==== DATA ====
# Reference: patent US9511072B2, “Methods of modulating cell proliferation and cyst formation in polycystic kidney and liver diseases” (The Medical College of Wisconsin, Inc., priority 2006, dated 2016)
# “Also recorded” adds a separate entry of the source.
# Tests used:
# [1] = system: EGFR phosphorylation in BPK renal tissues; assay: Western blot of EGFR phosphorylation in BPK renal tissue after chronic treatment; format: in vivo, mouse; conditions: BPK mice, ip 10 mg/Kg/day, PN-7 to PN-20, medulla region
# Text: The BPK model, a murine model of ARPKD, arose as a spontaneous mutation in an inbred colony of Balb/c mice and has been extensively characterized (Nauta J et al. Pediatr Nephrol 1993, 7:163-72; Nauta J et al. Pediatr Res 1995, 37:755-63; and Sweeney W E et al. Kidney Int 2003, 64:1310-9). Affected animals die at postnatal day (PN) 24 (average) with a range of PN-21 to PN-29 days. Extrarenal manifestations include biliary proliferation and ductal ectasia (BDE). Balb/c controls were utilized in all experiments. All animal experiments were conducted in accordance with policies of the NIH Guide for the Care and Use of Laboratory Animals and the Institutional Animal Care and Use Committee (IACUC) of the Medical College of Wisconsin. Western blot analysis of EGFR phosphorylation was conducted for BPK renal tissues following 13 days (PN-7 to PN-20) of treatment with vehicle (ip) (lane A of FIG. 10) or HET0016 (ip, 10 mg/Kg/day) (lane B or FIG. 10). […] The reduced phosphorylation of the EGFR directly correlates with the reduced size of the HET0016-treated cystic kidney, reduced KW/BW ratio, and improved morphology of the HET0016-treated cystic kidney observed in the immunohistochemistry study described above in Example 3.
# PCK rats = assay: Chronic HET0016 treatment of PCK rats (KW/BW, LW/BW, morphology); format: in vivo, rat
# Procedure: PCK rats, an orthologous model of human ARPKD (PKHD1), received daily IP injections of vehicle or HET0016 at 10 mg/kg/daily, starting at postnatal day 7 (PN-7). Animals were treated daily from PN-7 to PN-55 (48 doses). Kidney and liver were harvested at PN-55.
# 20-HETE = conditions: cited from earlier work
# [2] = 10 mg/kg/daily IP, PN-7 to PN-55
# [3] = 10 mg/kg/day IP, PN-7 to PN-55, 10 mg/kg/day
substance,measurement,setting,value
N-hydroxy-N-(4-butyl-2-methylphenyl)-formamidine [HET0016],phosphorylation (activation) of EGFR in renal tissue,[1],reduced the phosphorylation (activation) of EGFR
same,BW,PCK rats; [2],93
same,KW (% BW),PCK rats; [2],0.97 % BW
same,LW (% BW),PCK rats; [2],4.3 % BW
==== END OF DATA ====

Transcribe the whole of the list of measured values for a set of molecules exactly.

# Reference: patent US9511072B2, “Methods of modulating cell proliferation and cyst formation in polycystic kidney and liver diseases” (The Medical College of Wisconsin, Inc., priority 2006, dated 2016)
# “Also recorded” adds a separate entry of the source.
# Tests used:
# [1] = system: EGFR phosphorylation in BPK renal tissues; assay: Western blot of EGFR phosphorylation in BPK renal tissue after chronic treatment; format: in vivo, mouse; conditions: BPK mice, ip 10 mg/Kg/day, PN-7 to PN-20, medulla region
# Text: The BPK model, a murine model of ARPKD, arose as a spontaneous mutation in an inbred colony of Balb/c mice and has been extensively characterized (Nauta J et al. Pediatr Nephrol 1993, 7:163-72; Nauta J et al. Pediatr Res 1995, 37:755-63; and Sweeney W E et al. Kidney Int 2003, 64:1310-9). Affected animals die at postnatal day (PN) 24 (average) with a range of PN-21 to PN-29 days. Extrarenal manifestations include biliary proliferation and ductal ectasia (BDE). Balb/c controls were utilized in all experiments. All animal experiments were conducted in accordance with policies of the NIH Guide for the Care and Use of Laboratory Animals and the Institutional Animal Care and Use Committee (IACUC) of the Medical College of Wisconsin. Western blot analysis of EGFR phosphorylation was conducted for BPK renal tissues following 13 days (PN-7 to PN-20) of treatment with vehicle (ip) (lane A of FIG. 10) or HET0016 (ip, 10 mg/Kg/day) (lane B or FIG. 10). […] The reduced phosphorylation of the EGFR directly correlates with the reduced size of the HET0016-treated cystic kidney, reduced KW/BW ratio, and improved morphology of the HET0016-treated cystic kidney observed in the immunohistochemistry study described above in Example 3.
# PCK rats = assay: Chronic HET0016 treatment of PCK rats (KW/BW, LW/BW, morphology); format: in vivo, rat
# Procedure: PCK rats, an orthologous model of human ARPKD (PKHD1), received daily IP injections of vehicle or HET0016 at 10 mg/kg/daily, starting at postnatal day 7 (PN-7). Animals were treated daily from PN-7 to PN-55 (48 doses). Kidney and liver were harvested at PN-55.
# 20-HETE = conditions: cited from earlier work
# [2] = 10 mg/kg/daily IP, PN-7 to PN-55
# [3] = 10 mg/kg/day IP, PN-7 to PN-55, 10 mg/kg/day
substance,measurement,setting,value
N-hydroxy-N-(4-butyl-2-methylphenyl)-formamidine [HET0016],phosphorylation (activation) of EGFR in renal tissue,[1],reduced the phosphorylation (activation) of EGFR
same,BW,PCK rats; [2],93
same,KW (% BW),PCK rats; [2],0.97 % BW
same,LW (% BW),PCK rats; [2],4.3 % BW